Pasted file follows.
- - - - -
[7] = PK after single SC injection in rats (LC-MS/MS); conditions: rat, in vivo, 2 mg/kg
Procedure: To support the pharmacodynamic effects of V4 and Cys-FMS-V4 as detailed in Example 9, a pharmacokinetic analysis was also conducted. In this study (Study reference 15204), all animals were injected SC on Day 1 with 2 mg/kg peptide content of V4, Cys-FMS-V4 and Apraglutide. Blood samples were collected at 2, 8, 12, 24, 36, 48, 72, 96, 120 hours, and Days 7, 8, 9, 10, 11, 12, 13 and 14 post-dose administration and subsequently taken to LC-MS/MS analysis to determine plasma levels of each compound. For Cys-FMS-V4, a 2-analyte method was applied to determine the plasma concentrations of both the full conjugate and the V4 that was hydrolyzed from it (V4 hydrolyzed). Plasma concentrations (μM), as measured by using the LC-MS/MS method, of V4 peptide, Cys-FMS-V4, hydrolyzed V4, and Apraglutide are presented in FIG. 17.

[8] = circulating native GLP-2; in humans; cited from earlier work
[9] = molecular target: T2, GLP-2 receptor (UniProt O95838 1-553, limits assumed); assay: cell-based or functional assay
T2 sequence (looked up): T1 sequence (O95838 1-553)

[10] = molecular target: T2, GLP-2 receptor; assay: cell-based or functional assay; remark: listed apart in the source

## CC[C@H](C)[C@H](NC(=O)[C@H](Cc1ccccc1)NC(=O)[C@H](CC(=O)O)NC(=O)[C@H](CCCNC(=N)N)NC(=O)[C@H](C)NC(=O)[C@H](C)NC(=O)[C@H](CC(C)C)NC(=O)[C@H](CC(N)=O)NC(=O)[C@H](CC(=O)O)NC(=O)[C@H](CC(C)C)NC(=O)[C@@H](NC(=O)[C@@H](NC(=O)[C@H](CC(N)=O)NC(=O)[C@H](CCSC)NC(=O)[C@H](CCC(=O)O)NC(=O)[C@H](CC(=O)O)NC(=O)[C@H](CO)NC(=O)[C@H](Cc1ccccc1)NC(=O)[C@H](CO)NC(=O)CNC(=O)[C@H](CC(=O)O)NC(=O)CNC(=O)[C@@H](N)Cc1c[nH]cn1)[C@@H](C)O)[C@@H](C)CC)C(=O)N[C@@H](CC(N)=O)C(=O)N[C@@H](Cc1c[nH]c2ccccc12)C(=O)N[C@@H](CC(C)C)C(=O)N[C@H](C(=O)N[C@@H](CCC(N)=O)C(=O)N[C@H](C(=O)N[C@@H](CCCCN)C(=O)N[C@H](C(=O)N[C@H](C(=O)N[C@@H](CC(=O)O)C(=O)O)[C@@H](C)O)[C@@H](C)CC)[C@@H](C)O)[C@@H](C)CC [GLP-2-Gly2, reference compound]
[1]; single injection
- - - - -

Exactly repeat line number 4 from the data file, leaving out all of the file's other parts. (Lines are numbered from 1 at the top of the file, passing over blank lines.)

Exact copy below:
[9] = molecular target: T2, GLP-2 receptor (UniProt O95838 1-553, limits assumed); assay: cell-based or functional assay